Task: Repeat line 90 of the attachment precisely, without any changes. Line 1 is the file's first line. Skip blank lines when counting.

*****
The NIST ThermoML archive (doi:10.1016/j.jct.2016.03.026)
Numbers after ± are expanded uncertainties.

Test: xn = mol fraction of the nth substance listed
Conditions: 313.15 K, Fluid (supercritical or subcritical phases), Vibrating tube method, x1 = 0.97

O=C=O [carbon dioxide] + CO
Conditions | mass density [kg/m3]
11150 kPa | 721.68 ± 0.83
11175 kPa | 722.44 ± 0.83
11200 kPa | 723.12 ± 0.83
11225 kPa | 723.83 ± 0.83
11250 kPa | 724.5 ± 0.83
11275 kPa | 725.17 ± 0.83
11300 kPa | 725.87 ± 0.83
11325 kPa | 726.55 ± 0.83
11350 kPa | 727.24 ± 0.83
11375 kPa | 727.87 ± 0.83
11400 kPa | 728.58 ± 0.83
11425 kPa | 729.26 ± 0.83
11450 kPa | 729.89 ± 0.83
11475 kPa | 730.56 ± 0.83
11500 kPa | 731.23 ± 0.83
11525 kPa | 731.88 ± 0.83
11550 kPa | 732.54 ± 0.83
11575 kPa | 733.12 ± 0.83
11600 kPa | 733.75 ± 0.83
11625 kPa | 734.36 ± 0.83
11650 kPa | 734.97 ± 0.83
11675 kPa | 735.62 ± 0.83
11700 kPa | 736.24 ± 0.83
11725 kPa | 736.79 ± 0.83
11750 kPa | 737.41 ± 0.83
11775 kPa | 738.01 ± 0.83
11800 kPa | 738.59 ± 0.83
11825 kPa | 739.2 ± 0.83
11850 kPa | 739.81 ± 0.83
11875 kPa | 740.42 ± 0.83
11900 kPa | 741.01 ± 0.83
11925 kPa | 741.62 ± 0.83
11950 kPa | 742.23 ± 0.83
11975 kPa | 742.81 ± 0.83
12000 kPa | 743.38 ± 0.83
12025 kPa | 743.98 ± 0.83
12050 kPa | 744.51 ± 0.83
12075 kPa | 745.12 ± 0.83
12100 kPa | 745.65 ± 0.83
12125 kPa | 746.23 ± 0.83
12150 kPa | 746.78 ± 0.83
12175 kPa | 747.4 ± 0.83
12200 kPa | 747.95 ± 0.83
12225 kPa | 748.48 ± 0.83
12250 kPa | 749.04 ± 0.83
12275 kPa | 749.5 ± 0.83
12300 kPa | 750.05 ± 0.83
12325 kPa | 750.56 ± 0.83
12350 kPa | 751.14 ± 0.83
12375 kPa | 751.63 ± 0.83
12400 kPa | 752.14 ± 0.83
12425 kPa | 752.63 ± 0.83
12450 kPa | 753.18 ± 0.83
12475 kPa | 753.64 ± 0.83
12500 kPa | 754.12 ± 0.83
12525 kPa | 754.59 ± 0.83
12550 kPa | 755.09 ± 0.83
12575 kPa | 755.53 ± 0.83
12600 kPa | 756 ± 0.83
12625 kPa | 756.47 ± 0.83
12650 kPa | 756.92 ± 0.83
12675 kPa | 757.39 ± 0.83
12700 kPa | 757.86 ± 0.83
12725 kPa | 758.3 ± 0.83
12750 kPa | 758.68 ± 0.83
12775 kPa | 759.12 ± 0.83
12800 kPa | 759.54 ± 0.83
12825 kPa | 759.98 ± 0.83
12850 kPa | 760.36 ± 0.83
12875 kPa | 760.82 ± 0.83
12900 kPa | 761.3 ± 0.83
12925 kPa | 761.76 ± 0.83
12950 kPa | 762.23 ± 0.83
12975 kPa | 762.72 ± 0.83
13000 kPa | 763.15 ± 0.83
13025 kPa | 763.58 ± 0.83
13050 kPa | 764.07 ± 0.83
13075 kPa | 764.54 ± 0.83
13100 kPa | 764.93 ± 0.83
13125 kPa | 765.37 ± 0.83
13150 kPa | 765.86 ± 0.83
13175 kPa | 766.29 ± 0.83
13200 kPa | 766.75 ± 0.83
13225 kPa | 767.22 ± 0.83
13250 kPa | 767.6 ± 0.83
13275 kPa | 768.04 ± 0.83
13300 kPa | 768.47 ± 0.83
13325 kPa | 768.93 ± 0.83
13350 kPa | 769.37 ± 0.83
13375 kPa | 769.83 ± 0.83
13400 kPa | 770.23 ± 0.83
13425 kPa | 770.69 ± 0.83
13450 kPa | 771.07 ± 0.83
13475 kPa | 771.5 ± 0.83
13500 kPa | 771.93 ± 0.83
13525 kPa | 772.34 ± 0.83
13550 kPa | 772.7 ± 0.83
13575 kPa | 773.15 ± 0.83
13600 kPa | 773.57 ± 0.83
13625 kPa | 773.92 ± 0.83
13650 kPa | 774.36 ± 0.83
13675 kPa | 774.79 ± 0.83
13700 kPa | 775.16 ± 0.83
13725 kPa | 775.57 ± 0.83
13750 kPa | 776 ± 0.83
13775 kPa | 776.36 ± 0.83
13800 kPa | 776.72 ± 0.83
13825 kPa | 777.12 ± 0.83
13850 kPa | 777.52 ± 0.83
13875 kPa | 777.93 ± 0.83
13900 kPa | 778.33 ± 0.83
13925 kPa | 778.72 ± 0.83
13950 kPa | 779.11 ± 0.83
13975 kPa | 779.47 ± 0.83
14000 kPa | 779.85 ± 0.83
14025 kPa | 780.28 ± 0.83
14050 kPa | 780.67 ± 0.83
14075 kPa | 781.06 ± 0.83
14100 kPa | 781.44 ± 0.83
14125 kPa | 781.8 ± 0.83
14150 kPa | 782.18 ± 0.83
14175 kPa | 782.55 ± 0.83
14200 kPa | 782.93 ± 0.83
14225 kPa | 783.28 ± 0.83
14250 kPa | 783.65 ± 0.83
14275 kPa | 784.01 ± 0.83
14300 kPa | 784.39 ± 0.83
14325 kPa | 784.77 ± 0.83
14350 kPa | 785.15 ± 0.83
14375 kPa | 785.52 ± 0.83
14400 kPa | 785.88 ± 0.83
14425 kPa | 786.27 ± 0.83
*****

13225 kPa | 767.22 ± 0.83